Bar Kokhba Revolt: The Third Roman-Jewish War

Simmering political and religious tensions between the Jews and Romans from earlier conflicts erupted into a massive revolt. The consequences for both the Roman Empire and Jewish community were dire.

Nov 24, 2022By Robert C. L. Holmes, MA Ancient & Medieval History, BA Archaeology
bar kokhba revolt war emperor hadrian
Statue of Hadrian from the Camp of Legio VI Ferrata, Roman 117-138 CE, Via The Israel Museum, Jerusalem; with Cave Hideout of the Bar Kokhba Revolt, Jewish Early 2nd Century CE, Via URJ Heller High


In the aftermath of the devastating First Roman-Jewish War (66-73 CE) and the Kitos War (115-117 CE), Roman authorities took measures to suppress the province of Judea and the Jewish community. However, this led to mismanagement and corruption. There were several elements that then led to the revolt, but the most prominent were the construction of a new city, Aelia Capitolina, over the ruins of Jerusalem and the rebuilding of the Second Temple as a temple to Jupiter. The revolt was well planned and led by the charismatic Simon bar Kokhba. Initially successful, Simon bar Kokhba (d.135CE) was hailed as a “messiah” and established an independent state that encompassed much of Judea. Eventually, the Roman Emperor Hadrian (76-138 CE) brought together six legions to crush the revolt with devastating consequences.


The Flames of Rebellion

roman spoils cave of letters
Bronze, Copper, and Silver Spoils taken from the Romans and found in the Cave of Letters, Roman Early 2nd Century, Via The Israel Museum, Jerusalem


Having already put down two earlier Jewish rebellions at great cost, Rome was determined not to face a third. The manner in which they sought to accomplish this was by suppressing the province of Judea and the Jewish community. However, this resulted in mismanagement as governors with clearly anti-Jewish sentiments were brought in. The Roman governor at the time of the revolt, Quintus Tineius Rufus, is known as Turnus Rufus the Evil in Jewish sources. In the years leading up to the revolt, the Jewish community in Judea was subjected to changes in administrative law, a shift from landowning to sharecropping, economic decline, and a diffusion of Romans into the region.


However, the most compelling and proximate reasons given for the rebellion usually center around the Roman treatment of Jerusalem and the ruins of the Second Temple. During the First Roman Jewish War (66-73 CE), the city of Jerusalem and the Temple had been destroyed. Now the Romans were beginning to construct a new pagan city named Aelia Capitolina atop the ruins of Jerusalem. In addition to that, they were also beginning construction of a new temple on the temple mount. According to one tradition, the Jews had been promised a new temple and then felt betrayed when they discovered it was to be a temple to Jupiter rather than Yahweh. Matters finally came to a head in 131 CE when Tineius Rufus performed the ceremonial foundation ceremony by plowing the city limits. To many Jews, this was a major religious offense, and the “Plowing of the Temple” could not be forgiven.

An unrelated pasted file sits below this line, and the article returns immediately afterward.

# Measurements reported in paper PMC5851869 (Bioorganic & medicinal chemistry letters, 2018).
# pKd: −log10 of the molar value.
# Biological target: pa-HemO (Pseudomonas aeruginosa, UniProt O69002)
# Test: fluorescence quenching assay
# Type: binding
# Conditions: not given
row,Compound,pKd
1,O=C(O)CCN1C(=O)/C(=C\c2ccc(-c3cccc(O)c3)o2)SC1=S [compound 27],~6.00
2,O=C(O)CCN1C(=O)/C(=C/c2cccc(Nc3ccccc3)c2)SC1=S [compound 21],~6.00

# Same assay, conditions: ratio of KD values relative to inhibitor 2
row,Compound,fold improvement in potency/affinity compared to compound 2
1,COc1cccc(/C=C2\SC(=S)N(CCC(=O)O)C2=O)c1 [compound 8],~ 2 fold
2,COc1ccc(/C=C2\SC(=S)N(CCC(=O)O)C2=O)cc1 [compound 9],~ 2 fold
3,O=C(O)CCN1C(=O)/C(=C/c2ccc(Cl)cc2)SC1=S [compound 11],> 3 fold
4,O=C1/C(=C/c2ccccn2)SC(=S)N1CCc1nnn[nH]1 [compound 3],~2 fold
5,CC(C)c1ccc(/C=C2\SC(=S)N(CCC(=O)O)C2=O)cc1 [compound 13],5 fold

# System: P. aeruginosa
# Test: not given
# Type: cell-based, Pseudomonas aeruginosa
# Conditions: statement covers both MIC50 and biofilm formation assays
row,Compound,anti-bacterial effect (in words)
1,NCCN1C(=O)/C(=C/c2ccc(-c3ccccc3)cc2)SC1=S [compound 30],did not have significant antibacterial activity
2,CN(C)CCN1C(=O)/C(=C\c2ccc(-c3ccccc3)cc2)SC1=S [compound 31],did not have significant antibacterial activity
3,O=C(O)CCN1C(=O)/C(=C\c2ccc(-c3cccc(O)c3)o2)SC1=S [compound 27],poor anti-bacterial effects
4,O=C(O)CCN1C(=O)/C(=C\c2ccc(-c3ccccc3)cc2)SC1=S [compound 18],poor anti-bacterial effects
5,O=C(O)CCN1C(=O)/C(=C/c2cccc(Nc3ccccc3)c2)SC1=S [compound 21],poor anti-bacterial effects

Simon bar Kokhba (d.135 CE)

weight and letter simon bar kokhba
Weight bearing the name of Simon bar Kokhba, Jewish 131-135 CE; with Letter from Simon bar Kokhba to one of his lieutenants, Jewish 132-135 CE, Via The Israel Museum, Jerusalem


The man who was to lead the revolt was Simon ben Koseba or Cosiba, though there are several variations of its spelling.  Documents recovered from the Cave of Letters overlooking the Dead Sea in Israel include numerous variations on the spelling of his name and may include letters he wrote himself. He was selected ahead of time to try and avoid the infighting and factionalism that had doomed the first revolt. As such, he was able to rule and lead with absolute authority in all matters. Little else is known for certain about his life prior to the revolt. During the revolt, most likely sometime following its initial success, the Jewish sage Rabbi Akiva gave him the name “Bar Kokhba,” or “Son of the Star.”

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At this point, the rebels had succeeded in establishing an independent Jewish state that encompassed most of Judea. Simon bar Kokhba had taken the title “Nasi” or “head of state,” which sparked great hope among the Jewish community. Many hoped that this marked the beginning of the Messianic Age. Among those was Rabbi Akiva, who granted him the name “Bar Kokhba” or “Son of the Star” in reference to the Star Prophecy verse in the Book of Numbers 24:17: “There shall come a star out of Jacob.” Later Jewish sages, including Rabbi Akiva’s own disciple Jose ben Halaphta, did not share this assessment.


First Phase of the Bar Kokhba Revolt 131-132 CE

parade helmet roman with relief inscription cohort legion
Parade helmet of a Roman Auxiliary Cavalryman, Roman 117-138 CE; with Inscription of the VIII Cohort of Legio X Fretensis, Roman 1st-2nd Century, Via The Israel Museum, Jerusalem